Did you know the Son of Man himself learned the one thing that the omniscient God could not know? In Hebrews 5:7-8, we read, “ During the days of Jesus’ life on earth, he offered up prayers and petitions with fervent cries and tears to the one who could save him from death, and he was heard because of his reverent submission. Son though he was, he learned obedience from what he suffered…” Jesus learned what it meant to suffer. Why? So He could identify with us.

Sometimes we ask God, “Why?” when things are difficult. Because we cannot see the purpose of our experiences and pain, we may question God’s goodness and love. But let me encourage you that what you experience, the pain and struggle you go through, is not in vain. What we see is but the foreground. God is at work in the background fulfilling His purposes in us and in the world. In a sense, this is God’s way of sculpting and moulding us to become comforters ourselves.

Many of you know the story of our son, Josiah. He was our first son who was born in 1990. When we went in for the ultrasound, we discovered that he had a birth defect. And this was not just a minor defect, it was and would prove to be lethal. We were devastated. Why was this happening? Did we do something wrong? Josiah lived for 24 hours and we went home from the hospital empty-handed.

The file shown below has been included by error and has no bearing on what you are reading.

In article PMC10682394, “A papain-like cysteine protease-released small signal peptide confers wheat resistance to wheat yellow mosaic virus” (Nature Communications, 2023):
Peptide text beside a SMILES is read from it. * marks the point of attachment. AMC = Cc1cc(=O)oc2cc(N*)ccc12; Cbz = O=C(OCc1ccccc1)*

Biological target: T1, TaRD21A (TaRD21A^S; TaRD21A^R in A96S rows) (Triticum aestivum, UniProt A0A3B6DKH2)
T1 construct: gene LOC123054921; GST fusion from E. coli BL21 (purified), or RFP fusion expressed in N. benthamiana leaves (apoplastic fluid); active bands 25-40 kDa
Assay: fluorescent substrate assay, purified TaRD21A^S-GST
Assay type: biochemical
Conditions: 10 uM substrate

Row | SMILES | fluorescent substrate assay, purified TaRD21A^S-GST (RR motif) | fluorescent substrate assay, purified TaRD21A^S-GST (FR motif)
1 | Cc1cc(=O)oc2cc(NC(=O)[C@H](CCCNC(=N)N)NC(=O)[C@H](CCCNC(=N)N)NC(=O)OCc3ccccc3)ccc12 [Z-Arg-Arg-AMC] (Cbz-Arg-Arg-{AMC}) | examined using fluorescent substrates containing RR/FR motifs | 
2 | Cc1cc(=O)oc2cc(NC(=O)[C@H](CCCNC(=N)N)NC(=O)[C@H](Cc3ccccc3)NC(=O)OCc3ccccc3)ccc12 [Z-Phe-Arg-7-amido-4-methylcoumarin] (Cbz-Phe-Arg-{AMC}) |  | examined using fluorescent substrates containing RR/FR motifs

Let me be honest here. I struggled. I knew God answered prayer. He answered our prayers for a young man who had broken his neck and healed him, but for some reason, our prayers for our son were not answered. What was the reason? What was the purpose?

Within a year of losing our son, some missionary friends came to us regarding a couple they had met who recently lost a child. They asked us if we could share our story with them to encourage them and give them hope. They asked us to be comforters.

Since then, God has used our experience to help others who have had similar tragedies and it has continued to shape me, helping me to be more compassionate and understanding of those who are grieving.

I know it is hard to see beyond what we are presently experiencing. We crave a sense of normalcy, yet we know deep down that things will never be the same again. I was speaking to a colleague about the church getting back to normal and he said something I found very surprising. He and his church’s approach was not to get back to normal, rather they wanted to get better. Get better?

That was quite a revelation for me. Sometimes we forget that in our suffering, God is at work. He is taking us from where we were to where He wants us to be. In the words of the apostle Paul in Philippians 1:6, “being confident of this, that he who began a good work in you will carry it on to completion until the day of Christ Jesus.” The Christian life is a life of transformation and as a sculptor at work on the stone or clay, God is at work in us.

This current pandemic will pass. But as we experience the struggles and frustrations of what is going on around us, let us not be discouraged, rather we should remember that our faith is being refined. At the end of this, our faith will be of a higher carat gold than before and we will be better equipped to bless and support others who are in times of struggle.